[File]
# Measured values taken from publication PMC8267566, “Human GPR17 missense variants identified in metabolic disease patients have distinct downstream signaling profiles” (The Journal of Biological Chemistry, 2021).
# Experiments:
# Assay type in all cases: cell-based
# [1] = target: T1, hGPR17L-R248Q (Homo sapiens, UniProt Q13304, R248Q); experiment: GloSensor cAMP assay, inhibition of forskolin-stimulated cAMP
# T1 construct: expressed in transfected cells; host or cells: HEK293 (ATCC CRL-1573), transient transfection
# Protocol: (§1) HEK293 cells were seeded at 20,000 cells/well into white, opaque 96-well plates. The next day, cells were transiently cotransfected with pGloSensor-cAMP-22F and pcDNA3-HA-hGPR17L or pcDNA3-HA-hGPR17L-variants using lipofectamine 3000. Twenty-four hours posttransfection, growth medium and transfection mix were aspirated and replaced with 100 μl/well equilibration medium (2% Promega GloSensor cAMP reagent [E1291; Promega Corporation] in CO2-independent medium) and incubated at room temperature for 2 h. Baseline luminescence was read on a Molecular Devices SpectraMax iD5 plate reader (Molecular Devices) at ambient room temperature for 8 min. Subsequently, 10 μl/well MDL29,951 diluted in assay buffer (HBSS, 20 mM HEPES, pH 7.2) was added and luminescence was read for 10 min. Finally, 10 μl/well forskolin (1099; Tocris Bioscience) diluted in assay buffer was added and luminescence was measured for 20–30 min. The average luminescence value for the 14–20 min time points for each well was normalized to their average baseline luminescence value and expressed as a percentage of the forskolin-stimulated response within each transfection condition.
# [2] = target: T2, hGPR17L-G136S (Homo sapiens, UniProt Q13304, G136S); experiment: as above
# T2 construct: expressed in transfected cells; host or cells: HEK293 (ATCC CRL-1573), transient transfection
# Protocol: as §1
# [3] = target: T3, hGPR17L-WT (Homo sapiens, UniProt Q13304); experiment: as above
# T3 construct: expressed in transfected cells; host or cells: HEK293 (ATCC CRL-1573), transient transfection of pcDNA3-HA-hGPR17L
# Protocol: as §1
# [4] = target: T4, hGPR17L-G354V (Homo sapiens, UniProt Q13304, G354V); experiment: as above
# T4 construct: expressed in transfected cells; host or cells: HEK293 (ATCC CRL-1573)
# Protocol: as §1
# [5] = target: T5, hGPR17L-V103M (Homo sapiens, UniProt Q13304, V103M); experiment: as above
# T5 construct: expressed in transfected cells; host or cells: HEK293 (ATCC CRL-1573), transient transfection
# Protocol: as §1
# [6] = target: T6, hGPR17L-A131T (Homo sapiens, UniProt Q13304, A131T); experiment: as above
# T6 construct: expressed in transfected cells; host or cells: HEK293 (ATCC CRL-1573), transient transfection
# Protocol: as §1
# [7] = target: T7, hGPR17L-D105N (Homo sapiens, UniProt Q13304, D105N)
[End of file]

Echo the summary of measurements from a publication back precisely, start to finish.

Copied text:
# Measured values taken from publication PMC8267566, “Human GPR17 missense variants identified in metabolic disease patients have distinct downstream signaling profiles” (The Journal of Biological Chemistry, 2021).
# Experiments:
# Assay type in all cases: cell-based
# [1] = target: T1, hGPR17L-R248Q (Homo sapiens, UniProt Q13304, R248Q); experiment: GloSensor cAMP assay, inhibition of forskolin-stimulated cAMP
# T1 construct: expressed in transfected cells; host or cells: HEK293 (ATCC CRL-1573), transient transfection
# Protocol: (§1) HEK293 cells were seeded at 20,000 cells/well into white, opaque 96-well plates. The next day, cells were transiently cotransfected with pGloSensor-cAMP-22F and pcDNA3-HA-hGPR17L or pcDNA3-HA-hGPR17L-variants using lipofectamine 3000. Twenty-four hours posttransfection, growth medium and transfection mix were aspirated and replaced with 100 μl/well equilibration medium (2% Promega GloSensor cAMP reagent [E1291; Promega Corporation] in CO2-independent medium) and incubated at room temperature for 2 h. Baseline luminescence was read on a Molecular Devices SpectraMax iD5 plate reader (Molecular Devices) at ambient room temperature for 8 min. Subsequently, 10 μl/well MDL29,951 diluted in assay buffer (HBSS, 20 mM HEPES, pH 7.2) was added and luminescence was read for 10 min. Finally, 10 μl/well forskolin (1099; Tocris Bioscience) diluted in assay buffer was added and luminescence was measured for 20–30 min. The average luminescence value for the 14–20 min time points for each well was normalized to their average baseline luminescence value and expressed as a percentage of the forskolin-stimulated response within each transfection condition.
# [2] = target: T2, hGPR17L-G136S (Homo sapiens, UniProt Q13304, G136S); experiment: as above
# T2 construct: expressed in transfected cells; host or cells: HEK293 (ATCC CRL-1573), transient transfection
# Protocol: as §1
# [3] = target: T3, hGPR17L-WT (Homo sapiens, UniProt Q13304); experiment: as above
# T3 construct: expressed in transfected cells; host or cells: HEK293 (ATCC CRL-1573), transient transfection of pcDNA3-HA-hGPR17L
# Protocol: as §1
# [4] = target: T4, hGPR17L-G354V (Homo sapiens, UniProt Q13304, G354V); experiment: as above
# T4 construct: expressed in transfected cells; host or cells: HEK293 (ATCC CRL-1573)
# Protocol: as §1
# [5] = target: T5, hGPR17L-V103M (Homo sapiens, UniProt Q13304, V103M); experiment: as above
# T5 construct: expressed in transfected cells; host or cells: HEK293 (ATCC CRL-1573), transient transfection
# Protocol: as §1
# [6] = target: T6, hGPR17L-A131T (Homo sapiens, UniProt Q13304, A131T); experiment: as above
# T6 construct: expressed in transfected cells; host or cells: HEK293 (ATCC CRL-1573), transient transfection
# Protocol: as §1
# [7] = target: T7, hGPR17L-D105N (Homo sapiens, UniProt Q13304, D105N)